SINGAPORE: Singapore experienced a lower-than-expected inflation rate in March, providing a brief respite for consumers. However, economists caution that the trend may not persist into the second quarter due to rising global commodity prices.

In a recent report, RHB Bank highlighted concerns about “higher food, energy, and metal prices this quarter,” suggesting that these factors could lead to increased imported inflation in Singapore. This observation aligns with the upward trend in commodity prices seen across international markets, which might soon impact domestic prices.

RHB was quick to point out that the decline in March inflation was not a result of lower demand conditions. Instead, it indicated that several categories, including household durables and services, housing and utilities, and miscellaneous goods and services, showed either higher or near-forecasted inflation levels.

“The data reinforces our view that Singapore’s growth momentum will continue to accelerate as indicated by our proprietary GDP leading indicator. This view is supported by our global growth assumptions, which forecast above-consensus GDP figures for the US and China in 2024,” RHB noted in its report.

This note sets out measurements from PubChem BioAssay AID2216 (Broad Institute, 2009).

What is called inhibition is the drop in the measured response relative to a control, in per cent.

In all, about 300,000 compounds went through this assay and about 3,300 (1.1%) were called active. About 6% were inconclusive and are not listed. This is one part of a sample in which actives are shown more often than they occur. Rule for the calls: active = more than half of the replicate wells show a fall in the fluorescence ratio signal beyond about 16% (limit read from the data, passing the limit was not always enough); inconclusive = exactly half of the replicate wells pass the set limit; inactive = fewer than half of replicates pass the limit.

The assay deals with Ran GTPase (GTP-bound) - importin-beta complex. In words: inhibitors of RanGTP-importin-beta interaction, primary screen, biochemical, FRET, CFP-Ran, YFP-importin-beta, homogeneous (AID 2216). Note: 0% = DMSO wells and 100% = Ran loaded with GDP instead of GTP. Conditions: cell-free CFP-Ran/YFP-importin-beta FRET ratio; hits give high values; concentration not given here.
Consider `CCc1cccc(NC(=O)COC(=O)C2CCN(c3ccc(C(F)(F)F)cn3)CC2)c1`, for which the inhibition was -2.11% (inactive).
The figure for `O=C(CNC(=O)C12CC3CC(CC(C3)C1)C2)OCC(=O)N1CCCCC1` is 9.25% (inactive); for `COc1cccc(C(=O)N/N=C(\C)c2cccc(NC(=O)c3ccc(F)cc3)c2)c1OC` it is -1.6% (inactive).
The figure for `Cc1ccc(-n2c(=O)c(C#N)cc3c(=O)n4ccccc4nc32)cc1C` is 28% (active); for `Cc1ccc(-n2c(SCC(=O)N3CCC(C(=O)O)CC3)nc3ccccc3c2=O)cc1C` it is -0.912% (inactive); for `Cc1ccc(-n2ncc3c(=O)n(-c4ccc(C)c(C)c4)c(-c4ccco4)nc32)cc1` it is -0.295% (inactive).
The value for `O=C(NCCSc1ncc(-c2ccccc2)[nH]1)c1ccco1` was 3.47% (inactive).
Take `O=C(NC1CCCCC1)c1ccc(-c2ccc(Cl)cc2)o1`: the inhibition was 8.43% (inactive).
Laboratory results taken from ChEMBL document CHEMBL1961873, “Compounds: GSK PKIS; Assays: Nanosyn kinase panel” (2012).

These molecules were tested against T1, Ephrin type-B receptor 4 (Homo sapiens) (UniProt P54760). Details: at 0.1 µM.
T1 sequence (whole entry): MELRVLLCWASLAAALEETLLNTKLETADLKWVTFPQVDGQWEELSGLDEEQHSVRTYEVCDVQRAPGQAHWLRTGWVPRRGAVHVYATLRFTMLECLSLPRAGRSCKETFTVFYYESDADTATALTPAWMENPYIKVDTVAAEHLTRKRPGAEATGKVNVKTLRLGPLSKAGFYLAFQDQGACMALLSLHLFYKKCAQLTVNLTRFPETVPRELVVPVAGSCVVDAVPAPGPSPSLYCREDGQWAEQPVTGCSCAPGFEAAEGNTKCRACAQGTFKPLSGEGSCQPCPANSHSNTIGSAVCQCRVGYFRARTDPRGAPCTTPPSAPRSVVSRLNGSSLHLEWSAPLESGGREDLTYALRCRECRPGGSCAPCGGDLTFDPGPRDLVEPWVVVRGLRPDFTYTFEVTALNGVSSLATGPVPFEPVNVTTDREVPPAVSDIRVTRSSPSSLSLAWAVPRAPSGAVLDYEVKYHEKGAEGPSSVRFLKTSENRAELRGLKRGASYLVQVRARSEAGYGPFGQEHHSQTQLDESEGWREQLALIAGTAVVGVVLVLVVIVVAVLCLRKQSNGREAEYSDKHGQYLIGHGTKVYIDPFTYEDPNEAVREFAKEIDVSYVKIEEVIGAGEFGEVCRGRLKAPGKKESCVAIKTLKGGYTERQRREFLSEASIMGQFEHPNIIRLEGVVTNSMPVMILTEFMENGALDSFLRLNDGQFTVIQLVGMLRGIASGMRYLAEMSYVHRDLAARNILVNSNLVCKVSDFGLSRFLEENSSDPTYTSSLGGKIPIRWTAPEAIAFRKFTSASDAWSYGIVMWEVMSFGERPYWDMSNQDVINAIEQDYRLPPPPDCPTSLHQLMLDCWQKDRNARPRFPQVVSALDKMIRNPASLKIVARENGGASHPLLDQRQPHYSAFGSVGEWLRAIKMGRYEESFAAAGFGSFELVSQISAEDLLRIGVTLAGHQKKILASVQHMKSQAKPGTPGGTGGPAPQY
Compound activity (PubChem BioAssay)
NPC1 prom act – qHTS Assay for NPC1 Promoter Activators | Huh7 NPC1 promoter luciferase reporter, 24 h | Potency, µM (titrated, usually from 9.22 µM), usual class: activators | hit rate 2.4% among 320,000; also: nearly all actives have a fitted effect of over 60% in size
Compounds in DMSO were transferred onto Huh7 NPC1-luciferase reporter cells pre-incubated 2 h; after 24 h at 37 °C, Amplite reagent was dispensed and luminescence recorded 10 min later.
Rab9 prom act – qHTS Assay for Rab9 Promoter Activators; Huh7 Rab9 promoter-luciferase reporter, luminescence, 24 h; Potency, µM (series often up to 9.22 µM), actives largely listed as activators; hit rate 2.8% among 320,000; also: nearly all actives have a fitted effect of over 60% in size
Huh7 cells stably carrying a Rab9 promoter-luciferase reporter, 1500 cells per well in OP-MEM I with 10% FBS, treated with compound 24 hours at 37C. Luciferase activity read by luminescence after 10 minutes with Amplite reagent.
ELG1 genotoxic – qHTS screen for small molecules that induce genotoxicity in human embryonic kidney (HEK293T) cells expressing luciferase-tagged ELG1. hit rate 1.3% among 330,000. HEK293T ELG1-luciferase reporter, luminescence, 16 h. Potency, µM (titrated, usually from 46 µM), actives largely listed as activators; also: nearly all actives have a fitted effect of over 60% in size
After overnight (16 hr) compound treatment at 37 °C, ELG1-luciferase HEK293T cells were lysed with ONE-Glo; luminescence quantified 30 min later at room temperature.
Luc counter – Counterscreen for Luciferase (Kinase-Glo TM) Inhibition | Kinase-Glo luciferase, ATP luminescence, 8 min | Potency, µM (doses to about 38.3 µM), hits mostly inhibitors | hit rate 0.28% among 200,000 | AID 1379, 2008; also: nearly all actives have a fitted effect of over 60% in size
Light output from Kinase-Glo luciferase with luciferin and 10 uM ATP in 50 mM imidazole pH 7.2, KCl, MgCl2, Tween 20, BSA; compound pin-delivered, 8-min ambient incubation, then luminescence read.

RHB’s analysis also suggested that the milder inflationary pressures seen so far might be due to a relatively stronger Singapore Dollar Nominal Effective Exchange Rate (S$NEER), helping to curb the impact of imported inflation.

Regarding monetary policy, RHB recommends maintaining the current parameters unchanged throughout the year.

In contrast, UOB has a different perspective, suggesting potential adjustments in the near future. According to UOB, the continued transmission of imported disinflation into Singapore’s core Consumer Price Index (CPI) could lead to a shift in monetary policy.

UOB predicts that adjustments could occur as early as July, with a possible 50 basis point reduction in the policy slope. This approach might help manage imported disinflation, ultimately leading to a more balanced inflation rate and stabilizing the Singaporean economy in the long term.

As the second quarter unfolds, all eyes will be on global commodity prices and their impact on Singapore’s inflation rates. The government and monetary authorities will need to monitor these trends closely to ensure that the country’s economic stability and growth momentum remain on track.